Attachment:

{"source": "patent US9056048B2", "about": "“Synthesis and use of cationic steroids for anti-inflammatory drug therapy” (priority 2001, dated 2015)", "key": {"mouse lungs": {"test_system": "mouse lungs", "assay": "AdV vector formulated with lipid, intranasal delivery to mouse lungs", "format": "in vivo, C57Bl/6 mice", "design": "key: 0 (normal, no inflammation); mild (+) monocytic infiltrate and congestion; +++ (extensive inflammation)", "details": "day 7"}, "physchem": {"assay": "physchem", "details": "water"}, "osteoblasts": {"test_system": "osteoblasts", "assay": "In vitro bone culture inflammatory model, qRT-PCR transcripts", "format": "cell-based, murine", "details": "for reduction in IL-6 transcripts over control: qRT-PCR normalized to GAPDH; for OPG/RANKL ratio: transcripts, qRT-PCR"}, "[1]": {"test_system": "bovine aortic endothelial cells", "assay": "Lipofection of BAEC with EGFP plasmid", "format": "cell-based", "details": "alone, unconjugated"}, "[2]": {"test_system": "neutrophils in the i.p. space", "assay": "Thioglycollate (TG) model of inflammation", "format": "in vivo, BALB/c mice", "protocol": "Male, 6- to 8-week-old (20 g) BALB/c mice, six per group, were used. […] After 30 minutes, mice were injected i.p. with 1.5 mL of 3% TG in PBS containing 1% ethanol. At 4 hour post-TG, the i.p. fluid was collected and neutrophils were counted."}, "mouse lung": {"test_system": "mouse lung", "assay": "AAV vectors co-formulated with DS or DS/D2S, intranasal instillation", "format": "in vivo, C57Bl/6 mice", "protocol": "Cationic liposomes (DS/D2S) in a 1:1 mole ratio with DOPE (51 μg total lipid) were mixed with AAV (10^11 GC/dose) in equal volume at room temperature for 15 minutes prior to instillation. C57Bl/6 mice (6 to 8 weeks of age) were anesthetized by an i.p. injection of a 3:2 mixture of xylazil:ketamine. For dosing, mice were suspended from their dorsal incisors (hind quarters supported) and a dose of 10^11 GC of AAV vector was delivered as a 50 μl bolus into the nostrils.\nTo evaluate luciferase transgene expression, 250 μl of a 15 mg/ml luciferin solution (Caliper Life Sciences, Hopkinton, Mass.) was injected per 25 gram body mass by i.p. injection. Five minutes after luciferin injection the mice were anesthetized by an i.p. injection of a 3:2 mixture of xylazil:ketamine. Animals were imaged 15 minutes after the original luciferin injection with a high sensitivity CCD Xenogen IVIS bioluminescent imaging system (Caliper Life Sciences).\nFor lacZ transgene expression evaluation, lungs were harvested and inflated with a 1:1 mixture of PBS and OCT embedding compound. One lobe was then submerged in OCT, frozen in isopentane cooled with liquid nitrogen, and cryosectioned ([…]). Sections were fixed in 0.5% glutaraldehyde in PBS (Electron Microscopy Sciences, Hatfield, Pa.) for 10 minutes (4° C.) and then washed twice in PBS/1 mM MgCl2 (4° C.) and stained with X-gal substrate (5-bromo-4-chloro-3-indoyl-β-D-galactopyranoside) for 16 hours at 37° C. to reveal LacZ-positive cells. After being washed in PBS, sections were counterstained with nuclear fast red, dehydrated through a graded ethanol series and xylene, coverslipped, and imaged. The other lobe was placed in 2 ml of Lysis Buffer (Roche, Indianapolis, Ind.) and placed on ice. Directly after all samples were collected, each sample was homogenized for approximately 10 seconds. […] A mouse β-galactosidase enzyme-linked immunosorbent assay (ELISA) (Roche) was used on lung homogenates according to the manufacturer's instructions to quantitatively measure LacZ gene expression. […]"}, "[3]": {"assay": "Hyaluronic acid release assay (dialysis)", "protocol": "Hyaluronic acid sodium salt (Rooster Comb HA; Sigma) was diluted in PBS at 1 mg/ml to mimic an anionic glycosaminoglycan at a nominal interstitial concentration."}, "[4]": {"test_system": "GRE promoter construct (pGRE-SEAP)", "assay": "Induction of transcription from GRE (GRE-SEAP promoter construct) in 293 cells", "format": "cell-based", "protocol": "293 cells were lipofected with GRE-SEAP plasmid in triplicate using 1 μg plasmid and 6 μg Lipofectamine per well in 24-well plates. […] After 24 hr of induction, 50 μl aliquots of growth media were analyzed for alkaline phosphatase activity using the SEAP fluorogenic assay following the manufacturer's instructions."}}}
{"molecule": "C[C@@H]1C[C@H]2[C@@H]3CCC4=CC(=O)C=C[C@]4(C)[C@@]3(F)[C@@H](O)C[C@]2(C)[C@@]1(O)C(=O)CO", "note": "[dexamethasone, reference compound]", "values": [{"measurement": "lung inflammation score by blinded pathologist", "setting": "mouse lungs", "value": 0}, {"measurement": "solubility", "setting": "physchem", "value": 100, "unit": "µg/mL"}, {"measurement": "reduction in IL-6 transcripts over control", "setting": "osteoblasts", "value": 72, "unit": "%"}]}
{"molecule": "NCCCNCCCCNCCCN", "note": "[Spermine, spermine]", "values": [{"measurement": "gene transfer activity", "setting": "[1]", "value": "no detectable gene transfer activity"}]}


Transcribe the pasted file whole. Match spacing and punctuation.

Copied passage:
{"source": "patent US9056048B2", "about": "“Synthesis and use of cationic steroids for anti-inflammatory drug therapy” (priority 2001, dated 2015)", "key": {"mouse lungs": {"test_system": "mouse lungs", "assay": "AdV vector formulated with lipid, intranasal delivery to mouse lungs", "format": "in vivo, C57Bl/6 mice", "design": "key: 0 (normal, no inflammation); mild (+) monocytic infiltrate and congestion; +++ (extensive inflammation)", "details": "day 7"}, "physchem": {"assay": "physchem", "details": "water"}, "osteoblasts": {"test_system": "osteoblasts", "assay": "In vitro bone culture inflammatory model, qRT-PCR transcripts", "format": "cell-based, murine", "details": "for reduction in IL-6 transcripts over control: qRT-PCR normalized to GAPDH; for OPG/RANKL ratio: transcripts, qRT-PCR"}, "[1]": {"test_system": "bovine aortic endothelial cells", "assay": "Lipofection of BAEC with EGFP plasmid", "format": "cell-based", "details": "alone, unconjugated"}, "[2]": {"test_system": "neutrophils in the i.p. space", "assay": "Thioglycollate (TG) model of inflammation", "format": "in vivo, BALB/c mice", "protocol": "Male, 6- to 8-week-old (20 g) BALB/c mice, six per group, were used. […] After 30 minutes, mice were injected i.p. with 1.5 mL of 3% TG in PBS containing 1% ethanol. At 4 hour post-TG, the i.p. fluid was collected and neutrophils were counted."}, "mouse lung": {"test_system": "mouse lung", "assay": "AAV vectors co-formulated with DS or DS/D2S, intranasal instillation", "format": "in vivo, C57Bl/6 mice", "protocol": "Cationic liposomes (DS/D2S) in a 1:1 mole ratio with DOPE (51 μg total lipid) were mixed with AAV (10^11 GC/dose) in equal volume at room temperature for 15 minutes prior to instillation. C57Bl/6 mice (6 to 8 weeks of age) were anesthetized by an i.p. injection of a 3:2 mixture of xylazil:ketamine. For dosing, mice were suspended from their dorsal incisors (hind quarters supported) and a dose of 10^11 GC of AAV vector was delivered as a 50 μl bolus into the nostrils.\nTo evaluate luciferase transgene expression, 250 μl of a 15 mg/ml luciferin solution (Caliper Life Sciences, Hopkinton, Mass.) was injected per 25 gram body mass by i.p. injection. Five minutes after luciferin injection the mice were anesthetized by an i.p. injection of a 3:2 mixture of xylazil:ketamine. Animals were imaged 15 minutes after the original luciferin injection with a high sensitivity CCD Xenogen IVIS bioluminescent imaging system (Caliper Life Sciences).\nFor lacZ transgene expression evaluation, lungs were harvested and inflated with a 1:1 mixture of PBS and OCT embedding compound. One lobe was then submerged in OCT, frozen in isopentane cooled with liquid nitrogen, and cryosectioned ([…]). Sections were fixed in 0.5% glutaraldehyde in PBS (Electron Microscopy Sciences, Hatfield, Pa.) for 10 minutes (4° C.) and then washed twice in PBS/1 mM MgCl2 (4° C.) and stained with X-gal substrate (5-bromo-4-chloro-3-indoyl-β-D-galactopyranoside) for 16 hours at 37° C. to reveal LacZ-positive cells. After being washed in PBS, sections were counterstained with nuclear fast red, dehydrated through a graded ethanol series and xylene, coverslipped, and imaged. The other lobe was placed in 2 ml of Lysis Buffer (Roche, Indianapolis, Ind.) and placed on ice. Directly after all samples were collected, each sample was homogenized for approximately 10 seconds. […] A mouse β-galactosidase enzyme-linked immunosorbent assay (ELISA) (Roche) was used on lung homogenates according to the manufacturer's instructions to quantitatively measure LacZ gene expression. […]"}, "[3]": {"assay": "Hyaluronic acid release assay (dialysis)", "protocol": "Hyaluronic acid sodium salt (Rooster Comb HA; Sigma) was diluted in PBS at 1 mg/ml to mimic an anionic glycosaminoglycan at a nominal interstitial concentration."}, "[4]": {"test_system": "GRE promoter construct (pGRE-SEAP)", "assay": "Induction of transcription from GRE (GRE-SEAP promoter construct) in 293 cells", "format": "cell-based", "protocol": "293 cells were lipofected with GRE-SEAP plasmid in triplicate using 1 μg plasmid and 6 μg Lipofectamine per well in 24-well plates. […] After 24 hr of induction, 50 μl aliquots of growth media were analyzed for alkaline phosphatase activity using the SEAP fluorogenic assay following the manufacturer's instructions."}}}
{"molecule": "C[C@@H]1C[C@H]2[C@@H]3CCC4=CC(=O)C=C[C@]4(C)[C@@]3(F)[C@@H](O)C[C@]2(C)[C@@]1(O)C(=O)CO", "note": "[dexamethasone, reference compound]", "values": [{"measurement": "lung inflammation score by blinded pathologist", "setting": "mouse lungs", "value": 0}, {"measurement": "solubility", "setting": "physchem", "value": 100, "unit": "µg/mL"}, {"measurement": "reduction in IL-6 transcripts over control", "setting": "osteoblasts", "value": 72, "unit": "%"}]}
{"molecule": "NCCCNCCCCNCCCN", "note": "[Spermine, spermine]", "values": [{"measurement": "gene transfer activity", "setting": "[1]", "value": "no detectable gene transfer activity"}]}